Hurricane Eta moved through Central America in early November, leaving wreckage in its path, especially in Guatemala, Honduras, Mexico and Nicaragua. The storm claimed at least 260 lives — 150 in Guatemala, 62 in Honduras and 27 in Mexico. Mennonite church members in the region are striving to do what they can to serve others despite the devastation in their own lives.
Deb Byler of Mennonite Mission Network reported by email from Carchá, Guatemala, that many Mennonites suffered significant losses.
“There have been landslides and major flooding throughout the region,” she wrote. “Please pray that they will sense the love and support of God and the church during this difficult time.”
Santiago Iqui, president of the Kekchi Mennonite Church in Alta Verapaz, is organizing members to help those who lost homes and possessions. Mennonite Central Committee is providing blankets, mattresses and relief buckets filled with towels, soap, hand sanitizer, masks and other hygiene items for people who have taken shelter in schools and other public buildings. Casa Horeb, a Mennonite congregation in Guatemala City, sent clothes.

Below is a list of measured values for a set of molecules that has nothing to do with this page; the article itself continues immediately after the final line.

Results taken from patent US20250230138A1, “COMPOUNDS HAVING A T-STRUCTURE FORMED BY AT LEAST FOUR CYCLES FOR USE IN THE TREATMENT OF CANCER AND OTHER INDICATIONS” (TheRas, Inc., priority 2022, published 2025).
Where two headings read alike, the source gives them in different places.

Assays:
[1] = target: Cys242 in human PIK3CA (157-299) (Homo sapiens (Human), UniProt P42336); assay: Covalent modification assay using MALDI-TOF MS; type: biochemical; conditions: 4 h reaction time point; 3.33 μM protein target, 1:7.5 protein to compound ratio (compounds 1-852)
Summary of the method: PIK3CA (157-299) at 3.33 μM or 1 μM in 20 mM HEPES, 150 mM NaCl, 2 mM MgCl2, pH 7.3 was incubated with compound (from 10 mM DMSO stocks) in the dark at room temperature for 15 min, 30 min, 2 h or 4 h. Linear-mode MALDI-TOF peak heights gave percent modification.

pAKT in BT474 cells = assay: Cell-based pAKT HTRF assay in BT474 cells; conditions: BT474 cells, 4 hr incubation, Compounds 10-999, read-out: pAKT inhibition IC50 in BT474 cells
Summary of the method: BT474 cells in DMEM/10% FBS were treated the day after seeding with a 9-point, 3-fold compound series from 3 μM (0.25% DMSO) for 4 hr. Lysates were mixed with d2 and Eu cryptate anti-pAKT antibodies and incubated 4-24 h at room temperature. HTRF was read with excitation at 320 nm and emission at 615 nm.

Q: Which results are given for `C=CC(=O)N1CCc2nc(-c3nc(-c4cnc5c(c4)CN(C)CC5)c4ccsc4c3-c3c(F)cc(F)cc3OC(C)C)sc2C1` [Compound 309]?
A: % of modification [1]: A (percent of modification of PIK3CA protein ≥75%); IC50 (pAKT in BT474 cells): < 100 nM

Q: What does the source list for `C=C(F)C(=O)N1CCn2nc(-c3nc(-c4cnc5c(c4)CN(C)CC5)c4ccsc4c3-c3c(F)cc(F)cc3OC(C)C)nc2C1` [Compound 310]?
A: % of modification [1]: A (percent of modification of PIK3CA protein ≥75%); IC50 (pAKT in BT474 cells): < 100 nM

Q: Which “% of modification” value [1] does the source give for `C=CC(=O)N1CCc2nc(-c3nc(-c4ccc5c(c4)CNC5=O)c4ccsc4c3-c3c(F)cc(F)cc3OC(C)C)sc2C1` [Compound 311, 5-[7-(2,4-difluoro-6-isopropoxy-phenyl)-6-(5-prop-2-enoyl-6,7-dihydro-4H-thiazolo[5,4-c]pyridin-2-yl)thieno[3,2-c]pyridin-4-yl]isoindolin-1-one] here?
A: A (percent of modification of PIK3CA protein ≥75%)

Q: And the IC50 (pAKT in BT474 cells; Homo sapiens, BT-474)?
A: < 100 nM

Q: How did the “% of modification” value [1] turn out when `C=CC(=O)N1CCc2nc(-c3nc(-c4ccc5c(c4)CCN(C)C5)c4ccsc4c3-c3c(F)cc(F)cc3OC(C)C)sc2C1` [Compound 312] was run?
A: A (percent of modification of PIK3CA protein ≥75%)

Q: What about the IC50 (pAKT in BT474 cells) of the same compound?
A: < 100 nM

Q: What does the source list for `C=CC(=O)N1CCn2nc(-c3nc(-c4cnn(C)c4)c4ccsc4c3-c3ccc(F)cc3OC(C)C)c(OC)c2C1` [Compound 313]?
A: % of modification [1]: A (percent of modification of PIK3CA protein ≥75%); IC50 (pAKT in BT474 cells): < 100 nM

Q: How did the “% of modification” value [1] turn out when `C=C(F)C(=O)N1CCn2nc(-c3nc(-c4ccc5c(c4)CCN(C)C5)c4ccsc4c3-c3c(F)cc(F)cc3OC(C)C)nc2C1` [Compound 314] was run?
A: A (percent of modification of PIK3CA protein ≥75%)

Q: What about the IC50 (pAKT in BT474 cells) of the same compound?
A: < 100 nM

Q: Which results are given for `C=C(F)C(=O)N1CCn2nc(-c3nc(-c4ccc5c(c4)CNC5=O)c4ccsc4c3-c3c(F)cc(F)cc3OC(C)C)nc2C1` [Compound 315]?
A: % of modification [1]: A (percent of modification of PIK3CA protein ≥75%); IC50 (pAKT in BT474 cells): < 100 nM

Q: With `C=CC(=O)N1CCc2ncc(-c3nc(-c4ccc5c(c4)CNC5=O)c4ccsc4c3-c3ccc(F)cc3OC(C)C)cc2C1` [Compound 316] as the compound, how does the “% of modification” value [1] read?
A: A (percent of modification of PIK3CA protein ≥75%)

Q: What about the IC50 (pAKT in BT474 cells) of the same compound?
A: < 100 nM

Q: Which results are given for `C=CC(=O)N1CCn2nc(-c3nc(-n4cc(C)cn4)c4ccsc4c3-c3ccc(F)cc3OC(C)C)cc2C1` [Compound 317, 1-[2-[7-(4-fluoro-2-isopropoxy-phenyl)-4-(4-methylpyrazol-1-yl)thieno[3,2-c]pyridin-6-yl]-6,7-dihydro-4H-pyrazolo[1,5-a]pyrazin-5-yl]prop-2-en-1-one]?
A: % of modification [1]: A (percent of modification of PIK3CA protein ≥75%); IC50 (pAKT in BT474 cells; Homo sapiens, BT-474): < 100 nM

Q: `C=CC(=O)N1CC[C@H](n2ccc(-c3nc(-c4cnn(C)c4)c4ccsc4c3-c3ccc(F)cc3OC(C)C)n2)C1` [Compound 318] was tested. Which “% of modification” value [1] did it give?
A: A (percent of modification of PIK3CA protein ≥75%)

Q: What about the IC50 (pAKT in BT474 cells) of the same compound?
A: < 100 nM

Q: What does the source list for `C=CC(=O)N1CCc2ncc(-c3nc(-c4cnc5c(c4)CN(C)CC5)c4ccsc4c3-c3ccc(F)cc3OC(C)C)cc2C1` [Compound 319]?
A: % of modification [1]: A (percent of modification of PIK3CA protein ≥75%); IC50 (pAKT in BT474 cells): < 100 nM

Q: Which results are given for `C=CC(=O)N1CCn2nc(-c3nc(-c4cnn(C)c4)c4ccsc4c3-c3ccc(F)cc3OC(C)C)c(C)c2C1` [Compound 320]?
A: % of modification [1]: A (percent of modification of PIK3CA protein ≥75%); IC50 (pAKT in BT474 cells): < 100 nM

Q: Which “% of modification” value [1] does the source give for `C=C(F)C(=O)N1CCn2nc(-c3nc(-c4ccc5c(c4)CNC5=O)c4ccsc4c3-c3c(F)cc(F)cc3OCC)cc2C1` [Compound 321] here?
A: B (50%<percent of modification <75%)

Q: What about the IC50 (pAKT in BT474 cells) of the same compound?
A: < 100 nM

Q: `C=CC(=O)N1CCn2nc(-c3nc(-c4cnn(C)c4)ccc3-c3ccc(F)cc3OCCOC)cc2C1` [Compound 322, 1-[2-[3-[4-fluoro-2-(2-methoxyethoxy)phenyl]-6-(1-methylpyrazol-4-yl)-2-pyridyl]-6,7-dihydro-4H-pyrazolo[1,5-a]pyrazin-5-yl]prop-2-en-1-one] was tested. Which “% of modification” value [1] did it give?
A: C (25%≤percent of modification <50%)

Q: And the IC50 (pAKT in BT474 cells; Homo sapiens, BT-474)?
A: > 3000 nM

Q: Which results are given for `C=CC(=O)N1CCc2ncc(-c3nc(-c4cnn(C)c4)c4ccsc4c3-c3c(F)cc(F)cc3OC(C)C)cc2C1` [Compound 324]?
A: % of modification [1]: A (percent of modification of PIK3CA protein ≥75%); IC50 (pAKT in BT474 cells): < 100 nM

Byler was present as church members received the aid items.
“We prayed thanks over it,” Byler wrote. “We prayed for the people who sent it and the people who will receive it. The timing of this hurricane is especially difficult since people in the region are already suffering from COVID-19. Cases in the mountain regions of Alta Verapaz are increasing.”
According to Byler, the most urgent need is for food. Bean crops, a staple food, were washed away in the flooding. As flooding recedes, fields and homes that were under water are now covered with thick mud.
MMN director for Latin America Linda Shelly said people from the Iglesia Evangélica Menonita “Vida en Abundancia” congregation in the valley of Sula in Honduras escaped to the second story of the church’s school, where they sang and prayed together while awaiting rescue from floodwaters. Their song, translated from Spanish, said, “My hope is in you. I have nothing, nothing more than you, nothing more than your promises.”
“They had literally lost all their material possessions in the floodwaters that passed through their homes,” Shelly said. “After they were rescued, they started helping others.”